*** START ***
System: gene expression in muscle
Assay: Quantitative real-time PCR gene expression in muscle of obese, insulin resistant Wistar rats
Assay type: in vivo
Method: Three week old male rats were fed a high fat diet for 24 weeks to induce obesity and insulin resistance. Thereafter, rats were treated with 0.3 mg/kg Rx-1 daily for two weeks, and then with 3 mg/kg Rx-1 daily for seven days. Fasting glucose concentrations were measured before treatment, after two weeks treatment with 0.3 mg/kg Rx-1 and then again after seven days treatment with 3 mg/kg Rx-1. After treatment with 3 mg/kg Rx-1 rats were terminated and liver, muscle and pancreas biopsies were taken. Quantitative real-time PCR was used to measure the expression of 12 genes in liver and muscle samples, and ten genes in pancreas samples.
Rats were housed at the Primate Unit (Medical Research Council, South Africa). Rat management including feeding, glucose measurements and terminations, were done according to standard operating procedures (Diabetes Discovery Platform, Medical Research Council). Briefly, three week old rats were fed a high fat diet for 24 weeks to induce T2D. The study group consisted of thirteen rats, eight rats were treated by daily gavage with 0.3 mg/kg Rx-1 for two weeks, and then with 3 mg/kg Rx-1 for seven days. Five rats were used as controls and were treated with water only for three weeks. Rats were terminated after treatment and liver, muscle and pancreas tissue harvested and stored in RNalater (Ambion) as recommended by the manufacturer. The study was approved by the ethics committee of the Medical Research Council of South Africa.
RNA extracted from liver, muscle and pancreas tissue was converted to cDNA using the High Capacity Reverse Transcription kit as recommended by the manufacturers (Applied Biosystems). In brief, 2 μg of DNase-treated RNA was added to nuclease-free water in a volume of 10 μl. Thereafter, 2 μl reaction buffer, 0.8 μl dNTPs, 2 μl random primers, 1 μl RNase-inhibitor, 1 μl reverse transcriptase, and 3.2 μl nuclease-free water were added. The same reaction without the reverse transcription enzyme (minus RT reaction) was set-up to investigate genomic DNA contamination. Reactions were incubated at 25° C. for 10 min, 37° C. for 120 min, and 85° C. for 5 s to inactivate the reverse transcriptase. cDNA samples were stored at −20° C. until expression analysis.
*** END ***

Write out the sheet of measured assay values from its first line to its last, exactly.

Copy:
System: gene expression in muscle
Assay: Quantitative real-time PCR gene expression in muscle of obese, insulin resistant Wistar rats
Assay type: in vivo
Method: Three week old male rats were fed a high fat diet for 24 weeks to induce obesity and insulin resistance. Thereafter, rats were treated with 0.3 mg/kg Rx-1 daily for two weeks, and then with 3 mg/kg Rx-1 daily for seven days. Fasting glucose concentrations were measured before treatment, after two weeks treatment with 0.3 mg/kg Rx-1 and then again after seven days treatment with 3 mg/kg Rx-1. After treatment with 3 mg/kg Rx-1 rats were terminated and liver, muscle and pancreas biopsies were taken. Quantitative real-time PCR was used to measure the expression of 12 genes in liver and muscle samples, and ten genes in pancreas samples.
Rats were housed at the Primate Unit (Medical Research Council, South Africa). Rat management including feeding, glucose measurements and terminations, were done according to standard operating procedures (Diabetes Discovery Platform, Medical Research Council). Briefly, three week old rats were fed a high fat diet for 24 weeks to induce T2D. The study group consisted of thirteen rats, eight rats were treated by daily gavage with 0.3 mg/kg Rx-1 for two weeks, and then with 3 mg/kg Rx-1 for seven days. Five rats were used as controls and were treated with water only for three weeks. Rats were terminated after treatment and liver, muscle and pancreas tissue harvested and stored in RNalater (Ambion) as recommended by the manufacturer. The study was approved by the ethics committee of the Medical Research Council of South Africa.
RNA extracted from liver, muscle and pancreas tissue was converted to cDNA using the High Capacity Reverse Transcription kit as recommended by the manufacturers (Applied Biosystems). In brief, 2 μg of DNase-treated RNA was added to nuclease-free water in a volume of 10 μl. Thereafter, 2 μl reaction buffer, 0.8 μl dNTPs, 2 μl random primers, 1 μl RNase-inhibitor, 1 μl reverse transcriptase, and 3.2 μl nuclease-free water were added. The same reaction without the reverse transcription enzyme (minus RT reaction) was set-up to investigate genomic DNA contamination. Reactions were incubated at 25° C. for 10 min, 37° C. for 120 min, and 85° C. for 5 s to inactivate the reverse transcriptase. cDNA samples were stored at −20° C. until expression analysis.